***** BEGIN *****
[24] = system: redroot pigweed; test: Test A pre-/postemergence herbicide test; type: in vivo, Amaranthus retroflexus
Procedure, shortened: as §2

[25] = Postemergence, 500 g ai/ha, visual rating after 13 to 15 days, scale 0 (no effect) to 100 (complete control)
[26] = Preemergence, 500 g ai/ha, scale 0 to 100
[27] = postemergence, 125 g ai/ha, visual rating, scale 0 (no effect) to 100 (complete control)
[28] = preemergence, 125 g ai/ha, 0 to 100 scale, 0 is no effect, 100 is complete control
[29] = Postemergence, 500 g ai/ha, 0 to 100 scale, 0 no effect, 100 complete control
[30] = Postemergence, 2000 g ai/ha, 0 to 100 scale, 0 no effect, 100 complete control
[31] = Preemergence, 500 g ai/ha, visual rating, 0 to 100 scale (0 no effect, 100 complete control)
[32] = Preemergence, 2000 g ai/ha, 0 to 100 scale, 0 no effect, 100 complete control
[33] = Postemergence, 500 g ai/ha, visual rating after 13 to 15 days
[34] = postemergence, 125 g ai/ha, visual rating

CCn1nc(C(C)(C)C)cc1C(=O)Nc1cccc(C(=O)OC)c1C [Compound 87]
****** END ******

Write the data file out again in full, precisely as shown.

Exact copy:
[24] = system: redroot pigweed; test: Test A pre-/postemergence herbicide test; type: in vivo, Amaranthus retroflexus
Procedure, shortened: as §2

[25] = Postemergence, 500 g ai/ha, visual rating after 13 to 15 days, scale 0 (no effect) to 100 (complete control)
[26] = Preemergence, 500 g ai/ha, scale 0 to 100
[27] = postemergence, 125 g ai/ha, visual rating, scale 0 (no effect) to 100 (complete control)
[28] = preemergence, 125 g ai/ha, 0 to 100 scale, 0 is no effect, 100 is complete control
[29] = Postemergence, 500 g ai/ha, 0 to 100 scale, 0 no effect, 100 complete control
[30] = Postemergence, 2000 g ai/ha, 0 to 100 scale, 0 no effect, 100 complete control
[31] = Preemergence, 500 g ai/ha, visual rating, 0 to 100 scale (0 no effect, 100 complete control)
[32] = Preemergence, 2000 g ai/ha, 0 to 100 scale, 0 no effect, 100 complete control
[33] = Postemergence, 500 g ai/ha, visual rating after 13 to 15 days
[34] = postemergence, 125 g ai/ha, visual rating

CCn1nc(C(C)(C)C)cc1C(=O)Nc1cccc(C(=O)OC)c1C [Compound 87]